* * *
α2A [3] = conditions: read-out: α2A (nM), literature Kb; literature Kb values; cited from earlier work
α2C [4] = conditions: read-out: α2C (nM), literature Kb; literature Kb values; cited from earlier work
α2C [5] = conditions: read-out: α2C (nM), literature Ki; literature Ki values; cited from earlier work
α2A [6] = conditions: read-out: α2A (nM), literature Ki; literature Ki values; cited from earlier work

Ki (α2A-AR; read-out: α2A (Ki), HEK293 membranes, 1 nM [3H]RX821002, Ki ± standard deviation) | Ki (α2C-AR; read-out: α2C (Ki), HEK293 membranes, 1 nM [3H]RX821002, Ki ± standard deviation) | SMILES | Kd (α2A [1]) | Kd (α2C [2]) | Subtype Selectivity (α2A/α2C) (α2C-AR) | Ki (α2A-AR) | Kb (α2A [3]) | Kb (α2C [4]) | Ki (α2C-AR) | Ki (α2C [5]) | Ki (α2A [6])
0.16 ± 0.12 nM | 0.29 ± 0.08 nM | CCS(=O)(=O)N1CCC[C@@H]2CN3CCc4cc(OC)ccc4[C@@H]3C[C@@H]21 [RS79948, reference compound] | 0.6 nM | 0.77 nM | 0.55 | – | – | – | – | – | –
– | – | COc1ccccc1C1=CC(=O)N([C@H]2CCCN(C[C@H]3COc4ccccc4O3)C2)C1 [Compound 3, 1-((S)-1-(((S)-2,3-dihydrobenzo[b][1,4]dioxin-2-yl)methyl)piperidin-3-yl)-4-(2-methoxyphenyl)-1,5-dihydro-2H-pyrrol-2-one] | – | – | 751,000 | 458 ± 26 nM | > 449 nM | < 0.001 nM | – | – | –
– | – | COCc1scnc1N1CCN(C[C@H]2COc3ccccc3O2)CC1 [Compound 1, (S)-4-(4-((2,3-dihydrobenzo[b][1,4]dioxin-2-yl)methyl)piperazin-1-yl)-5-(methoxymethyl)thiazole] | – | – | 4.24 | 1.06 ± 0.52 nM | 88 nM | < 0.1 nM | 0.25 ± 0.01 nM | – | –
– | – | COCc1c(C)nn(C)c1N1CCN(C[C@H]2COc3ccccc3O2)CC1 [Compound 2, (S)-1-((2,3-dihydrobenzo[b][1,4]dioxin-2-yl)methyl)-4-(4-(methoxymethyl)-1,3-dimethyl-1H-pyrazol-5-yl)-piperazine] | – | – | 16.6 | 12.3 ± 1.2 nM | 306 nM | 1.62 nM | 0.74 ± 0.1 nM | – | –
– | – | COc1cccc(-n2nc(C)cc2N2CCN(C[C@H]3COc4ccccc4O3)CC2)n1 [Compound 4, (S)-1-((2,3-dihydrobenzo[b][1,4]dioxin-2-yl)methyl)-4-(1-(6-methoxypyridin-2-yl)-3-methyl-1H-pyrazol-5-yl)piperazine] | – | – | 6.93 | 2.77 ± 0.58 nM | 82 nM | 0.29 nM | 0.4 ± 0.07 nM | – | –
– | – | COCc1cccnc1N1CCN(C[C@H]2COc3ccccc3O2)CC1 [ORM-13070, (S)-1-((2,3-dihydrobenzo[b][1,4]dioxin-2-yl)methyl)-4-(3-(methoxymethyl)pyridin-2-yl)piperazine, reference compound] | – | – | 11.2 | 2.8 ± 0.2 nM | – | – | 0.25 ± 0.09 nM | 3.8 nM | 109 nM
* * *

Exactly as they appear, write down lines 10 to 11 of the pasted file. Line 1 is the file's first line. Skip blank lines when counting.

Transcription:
– | – | COc1cccc(-n2nc(C)cc2N2CCN(C[C@H]3COc4ccccc4O3)CC2)n1 [Compound 4, (S)-1-((2,3-dihydrobenzo[b][1,4]dioxin-2-yl)methyl)-4-(1-(6-methoxypyridin-2-yl)-3-methyl-1H-pyrazol-5-yl)piperazine] | – | – | 6.93 | 2.77 ± 0.58 nM | 82 nM | 0.29 nM | 0.4 ± 0.07 nM | – | –
– | – | COCc1cccnc1N1CCN(C[C@H]2COc3ccccc3O2)CC1 [ORM-13070, (S)-1-((2,3-dihydrobenzo[b][1,4]dioxin-2-yl)methyl)-4-(3-(methoxymethyl)pyridin-2-yl)piperazine, reference compound] | – | – | 11.2 | 2.8 ± 0.2 nM | – | – | 0.25 ± 0.09 nM | 3.8 nM | 109 nM